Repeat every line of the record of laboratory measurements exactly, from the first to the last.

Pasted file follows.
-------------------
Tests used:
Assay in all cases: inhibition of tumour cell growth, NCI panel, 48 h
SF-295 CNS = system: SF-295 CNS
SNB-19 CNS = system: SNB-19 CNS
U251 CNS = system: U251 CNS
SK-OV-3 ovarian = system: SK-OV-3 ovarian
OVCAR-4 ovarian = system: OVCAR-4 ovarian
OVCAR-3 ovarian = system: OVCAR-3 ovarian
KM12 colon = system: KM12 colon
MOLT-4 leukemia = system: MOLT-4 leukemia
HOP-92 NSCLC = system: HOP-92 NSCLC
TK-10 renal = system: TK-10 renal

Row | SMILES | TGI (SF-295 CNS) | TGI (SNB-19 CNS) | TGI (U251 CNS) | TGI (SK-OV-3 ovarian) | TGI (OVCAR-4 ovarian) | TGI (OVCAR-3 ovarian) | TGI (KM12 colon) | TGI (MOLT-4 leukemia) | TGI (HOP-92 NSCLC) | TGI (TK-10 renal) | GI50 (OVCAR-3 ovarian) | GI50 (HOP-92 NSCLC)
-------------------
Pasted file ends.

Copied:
Tests used:
Assay in all cases: inhibition of tumour cell growth, NCI panel, 48 h
SF-295 CNS = system: SF-295 CNS
SNB-19 CNS = system: SNB-19 CNS
U251 CNS = system: U251 CNS
SK-OV-3 ovarian = system: SK-OV-3 ovarian
OVCAR-4 ovarian = system: OVCAR-4 ovarian
OVCAR-3 ovarian = system: OVCAR-3 ovarian
KM12 colon = system: KM12 colon
MOLT-4 leukemia = system: MOLT-4 leukemia
HOP-92 NSCLC = system: HOP-92 NSCLC
TK-10 renal = system: TK-10 renal

Row | SMILES | TGI (SF-295 CNS) | TGI (SNB-19 CNS) | TGI (U251 CNS) | TGI (SK-OV-3 ovarian) | TGI (OVCAR-4 ovarian) | TGI (OVCAR-3 ovarian) | TGI (KM12 colon) | TGI (MOLT-4 leukemia) | TGI (HOP-92 NSCLC) | TGI (TK-10 renal) | GI50 (OVCAR-3 ovarian) | GI50 (HOP-92 NSCLC)